contested territory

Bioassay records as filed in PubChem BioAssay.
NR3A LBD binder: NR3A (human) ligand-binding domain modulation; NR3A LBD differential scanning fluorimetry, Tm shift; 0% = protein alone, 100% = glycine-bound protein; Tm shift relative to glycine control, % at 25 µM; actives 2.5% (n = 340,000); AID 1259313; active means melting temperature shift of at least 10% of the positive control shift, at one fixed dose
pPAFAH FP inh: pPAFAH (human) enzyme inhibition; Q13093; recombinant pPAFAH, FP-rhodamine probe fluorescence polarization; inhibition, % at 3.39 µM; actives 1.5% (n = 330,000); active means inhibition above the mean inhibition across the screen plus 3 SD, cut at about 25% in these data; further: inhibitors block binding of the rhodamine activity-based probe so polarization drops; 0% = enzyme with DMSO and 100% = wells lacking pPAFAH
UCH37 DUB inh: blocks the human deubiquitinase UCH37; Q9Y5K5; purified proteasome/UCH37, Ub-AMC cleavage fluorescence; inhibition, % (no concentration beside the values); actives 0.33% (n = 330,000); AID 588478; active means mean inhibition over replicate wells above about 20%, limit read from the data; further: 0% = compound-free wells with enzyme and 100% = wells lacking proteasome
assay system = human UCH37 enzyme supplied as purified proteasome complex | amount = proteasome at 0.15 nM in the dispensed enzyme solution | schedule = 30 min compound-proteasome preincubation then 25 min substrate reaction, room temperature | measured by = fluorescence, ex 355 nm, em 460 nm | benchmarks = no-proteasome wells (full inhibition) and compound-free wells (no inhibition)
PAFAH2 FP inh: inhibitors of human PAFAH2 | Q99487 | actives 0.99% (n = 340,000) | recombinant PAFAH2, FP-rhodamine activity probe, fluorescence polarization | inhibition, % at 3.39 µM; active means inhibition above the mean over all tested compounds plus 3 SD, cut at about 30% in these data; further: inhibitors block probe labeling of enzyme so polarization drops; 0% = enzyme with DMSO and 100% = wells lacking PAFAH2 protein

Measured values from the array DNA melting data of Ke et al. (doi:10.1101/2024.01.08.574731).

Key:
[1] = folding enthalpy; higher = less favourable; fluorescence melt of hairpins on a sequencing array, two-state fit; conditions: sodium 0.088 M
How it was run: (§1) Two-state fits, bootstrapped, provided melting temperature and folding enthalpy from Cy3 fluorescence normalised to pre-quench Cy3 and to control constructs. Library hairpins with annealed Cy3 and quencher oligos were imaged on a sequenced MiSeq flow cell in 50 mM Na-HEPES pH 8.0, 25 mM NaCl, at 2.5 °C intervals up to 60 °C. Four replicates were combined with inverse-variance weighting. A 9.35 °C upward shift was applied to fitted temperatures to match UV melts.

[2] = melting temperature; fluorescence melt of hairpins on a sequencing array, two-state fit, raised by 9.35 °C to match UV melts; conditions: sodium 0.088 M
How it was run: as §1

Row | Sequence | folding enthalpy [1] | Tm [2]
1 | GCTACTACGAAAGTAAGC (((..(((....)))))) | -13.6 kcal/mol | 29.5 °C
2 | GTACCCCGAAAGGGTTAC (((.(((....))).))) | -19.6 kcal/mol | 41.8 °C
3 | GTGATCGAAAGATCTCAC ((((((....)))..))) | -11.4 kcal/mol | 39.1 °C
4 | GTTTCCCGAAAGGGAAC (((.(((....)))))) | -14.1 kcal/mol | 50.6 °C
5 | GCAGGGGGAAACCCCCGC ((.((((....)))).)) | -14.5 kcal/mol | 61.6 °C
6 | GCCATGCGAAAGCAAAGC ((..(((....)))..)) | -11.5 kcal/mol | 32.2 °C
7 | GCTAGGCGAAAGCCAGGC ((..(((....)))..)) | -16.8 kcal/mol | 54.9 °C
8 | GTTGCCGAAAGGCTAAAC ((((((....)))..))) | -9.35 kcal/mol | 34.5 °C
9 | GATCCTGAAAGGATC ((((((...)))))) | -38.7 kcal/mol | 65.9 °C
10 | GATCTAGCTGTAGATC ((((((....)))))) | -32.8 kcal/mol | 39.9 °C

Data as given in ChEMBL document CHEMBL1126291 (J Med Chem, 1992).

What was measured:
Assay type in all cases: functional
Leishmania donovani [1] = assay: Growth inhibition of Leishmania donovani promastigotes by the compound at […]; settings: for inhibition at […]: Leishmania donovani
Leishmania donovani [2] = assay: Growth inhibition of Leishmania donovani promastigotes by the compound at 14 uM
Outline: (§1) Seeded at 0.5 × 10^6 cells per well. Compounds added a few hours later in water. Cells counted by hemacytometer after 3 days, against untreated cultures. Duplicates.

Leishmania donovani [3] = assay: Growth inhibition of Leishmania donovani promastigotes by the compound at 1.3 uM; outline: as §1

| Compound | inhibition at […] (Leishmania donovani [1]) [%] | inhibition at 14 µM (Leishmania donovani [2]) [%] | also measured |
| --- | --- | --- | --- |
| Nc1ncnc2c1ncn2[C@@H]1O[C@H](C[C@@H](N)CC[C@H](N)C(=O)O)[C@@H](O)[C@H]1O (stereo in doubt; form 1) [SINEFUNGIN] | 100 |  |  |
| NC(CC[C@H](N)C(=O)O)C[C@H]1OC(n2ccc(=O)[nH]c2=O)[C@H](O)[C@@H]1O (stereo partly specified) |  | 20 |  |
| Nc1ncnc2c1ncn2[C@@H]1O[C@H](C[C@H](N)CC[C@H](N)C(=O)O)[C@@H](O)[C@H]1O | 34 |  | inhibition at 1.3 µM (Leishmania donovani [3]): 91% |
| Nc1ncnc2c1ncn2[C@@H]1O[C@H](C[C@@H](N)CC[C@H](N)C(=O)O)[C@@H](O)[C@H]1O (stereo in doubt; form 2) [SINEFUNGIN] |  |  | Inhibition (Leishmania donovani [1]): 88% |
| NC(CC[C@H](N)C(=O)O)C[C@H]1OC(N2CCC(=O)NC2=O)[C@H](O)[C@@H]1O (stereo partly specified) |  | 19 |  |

Full-time study not only holds the centre ground of English higher education (HE), it crowds the whole territory, pushing different ways of engaging with higher level study to a strategically precarious periphery.  In my doctoral research, I take on the influential narrative of ‘belonging in HE’, which has become so entangled with ideas about student retention.  My thesis re-imagines belonging in HE for mature part-time undergraduates peripherally positioned in the English sector.  It does so by drawing on spatial, psychosocial and psychogeographical ideas to map a more nuanced territory, to theorise ‘belonging’ through concepts of space and power.  Its findings disrupt a dominant, reductive narrative and emphasise instead, a rich territory of persistence and shared ownership; of belonging as a complex, negotiated process in the contested space of HE.  Institutional approaches to strategy and practice which acknowledge and encompass multiple versions of ‘belonging in HE’ increase HE’s capacity to engage with all its students more meaningfully.

 

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